um, we went to Italy as a family. And I thought that was really wonderful. Um, but right before I graduated college, I think trying to remember at what age you lose your, as a child of an airline employee, you lose your status, and we had a dog that was going to pass away, she’s really old. And so I was gonna stay home with the dogs and my parents and brother, were gonna go to Ireland. And my brother said, he didn’t want to go, all go. And it was my senior year of college, had a bunch of finals do and I was like, it’ll be fine. And I didn’t make the plane back from Ireland. So I’m pretty sure I landed back from Ireland drove straight to got to my campus and took my business law final. I got like a B plus on it. So it’s like, all right, but Ireland, Italy, you know, I like I like traveling. I like people. So very blessed. They’re

Damon Pistulka 03:25
very cool. So what is to you has been the most fun about learning how to be how to prospect, just the just the process of how to prospect I think one

Sara Murray 03:41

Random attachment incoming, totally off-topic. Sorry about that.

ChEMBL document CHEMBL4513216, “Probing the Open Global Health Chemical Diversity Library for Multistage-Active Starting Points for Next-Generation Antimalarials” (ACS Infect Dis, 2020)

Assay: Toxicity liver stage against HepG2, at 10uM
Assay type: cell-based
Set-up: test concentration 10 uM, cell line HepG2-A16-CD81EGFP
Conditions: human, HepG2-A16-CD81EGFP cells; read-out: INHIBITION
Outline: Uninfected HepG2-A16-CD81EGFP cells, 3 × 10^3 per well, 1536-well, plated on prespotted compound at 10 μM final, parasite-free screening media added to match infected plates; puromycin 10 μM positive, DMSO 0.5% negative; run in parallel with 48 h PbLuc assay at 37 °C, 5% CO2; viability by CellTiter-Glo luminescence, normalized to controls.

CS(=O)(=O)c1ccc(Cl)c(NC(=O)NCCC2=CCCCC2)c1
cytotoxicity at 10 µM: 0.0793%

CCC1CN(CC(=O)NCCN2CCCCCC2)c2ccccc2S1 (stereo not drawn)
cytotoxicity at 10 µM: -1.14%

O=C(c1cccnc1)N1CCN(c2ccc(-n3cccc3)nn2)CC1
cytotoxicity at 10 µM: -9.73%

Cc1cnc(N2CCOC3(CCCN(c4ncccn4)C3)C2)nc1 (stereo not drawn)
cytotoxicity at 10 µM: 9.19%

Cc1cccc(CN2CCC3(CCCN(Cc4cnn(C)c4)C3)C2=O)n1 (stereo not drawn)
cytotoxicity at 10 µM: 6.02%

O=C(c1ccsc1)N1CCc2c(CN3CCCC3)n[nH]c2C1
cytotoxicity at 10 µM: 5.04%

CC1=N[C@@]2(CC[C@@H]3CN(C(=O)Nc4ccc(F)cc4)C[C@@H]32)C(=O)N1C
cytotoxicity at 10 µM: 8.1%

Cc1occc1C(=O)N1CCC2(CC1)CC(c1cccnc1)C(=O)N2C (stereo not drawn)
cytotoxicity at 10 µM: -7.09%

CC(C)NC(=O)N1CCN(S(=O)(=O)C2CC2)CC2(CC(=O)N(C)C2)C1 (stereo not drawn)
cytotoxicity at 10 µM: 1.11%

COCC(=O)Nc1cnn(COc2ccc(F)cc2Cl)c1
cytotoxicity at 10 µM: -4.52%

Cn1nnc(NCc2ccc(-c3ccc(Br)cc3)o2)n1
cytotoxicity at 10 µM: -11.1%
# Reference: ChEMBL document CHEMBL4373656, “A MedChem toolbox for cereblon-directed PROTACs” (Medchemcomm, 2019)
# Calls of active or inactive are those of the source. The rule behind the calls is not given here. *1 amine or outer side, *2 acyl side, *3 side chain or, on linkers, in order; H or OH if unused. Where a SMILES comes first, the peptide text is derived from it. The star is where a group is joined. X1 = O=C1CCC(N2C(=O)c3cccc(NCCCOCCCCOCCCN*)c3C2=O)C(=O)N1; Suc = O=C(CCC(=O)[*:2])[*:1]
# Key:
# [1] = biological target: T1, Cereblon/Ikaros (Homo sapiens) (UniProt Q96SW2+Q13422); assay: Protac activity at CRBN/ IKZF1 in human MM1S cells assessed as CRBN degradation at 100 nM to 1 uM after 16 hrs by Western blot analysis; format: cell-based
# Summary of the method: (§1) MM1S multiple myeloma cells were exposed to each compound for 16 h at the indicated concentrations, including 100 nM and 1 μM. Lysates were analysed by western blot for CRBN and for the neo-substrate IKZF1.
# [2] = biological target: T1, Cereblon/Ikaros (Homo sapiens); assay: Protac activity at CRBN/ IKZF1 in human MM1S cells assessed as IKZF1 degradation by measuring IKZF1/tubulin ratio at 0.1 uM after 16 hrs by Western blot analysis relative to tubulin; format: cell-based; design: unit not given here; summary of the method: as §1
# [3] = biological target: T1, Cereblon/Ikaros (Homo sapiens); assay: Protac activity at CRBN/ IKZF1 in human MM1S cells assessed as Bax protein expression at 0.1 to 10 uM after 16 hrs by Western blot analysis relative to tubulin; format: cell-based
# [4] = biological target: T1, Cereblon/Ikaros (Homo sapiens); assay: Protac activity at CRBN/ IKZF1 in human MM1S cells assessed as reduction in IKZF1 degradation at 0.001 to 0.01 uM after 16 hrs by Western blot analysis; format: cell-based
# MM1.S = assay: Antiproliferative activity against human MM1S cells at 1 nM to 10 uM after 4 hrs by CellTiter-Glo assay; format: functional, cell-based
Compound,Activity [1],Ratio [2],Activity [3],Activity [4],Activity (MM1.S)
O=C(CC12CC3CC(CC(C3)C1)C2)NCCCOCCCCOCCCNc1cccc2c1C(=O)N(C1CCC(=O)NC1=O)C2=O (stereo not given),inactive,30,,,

of the things that I didn’t really realize was a skill set until I started understanding how to teach it and share it with others, is, I think, that confidence piece that you hold on yourself, and finally, sharing with other people the ability on how to build their own confidence. I think that’s something that’s been really interesting, because in my career, you know, over the years, I’ve been able to get to very high profile decision makers, very accomplished professionals, a lot of household names that we’ve heard of, I’ve had success selling many, you know, multimillion dollar orders. And I realized that, you know, Sarah Marie, at whatever age could get a meeting, and I could get a meeting by having confidence in adding value to the other person. And so I think that’s something I didn’t really realize was a skill set. Until now I’m, I’m trying to look at different holes in the market and where people are struggling and where they’re asking for help. I think that confidence piece is a really important piece, but it has to almost come first, like this inner knowing that you know, you can do it. Even if you don’t know if you can do it, you know, and I think that’s the that’s the delicate dance that we do is having confidence in our efforts and what we bring to the table, but how do you show it in a way that’s not arrogant, that doesn’t turn people off and how can you do it in a way that connects with others. So I think confidence is kind of the first step internally, and then connecting with other people is the second step if you have confidence in yourself any other connection is not scary,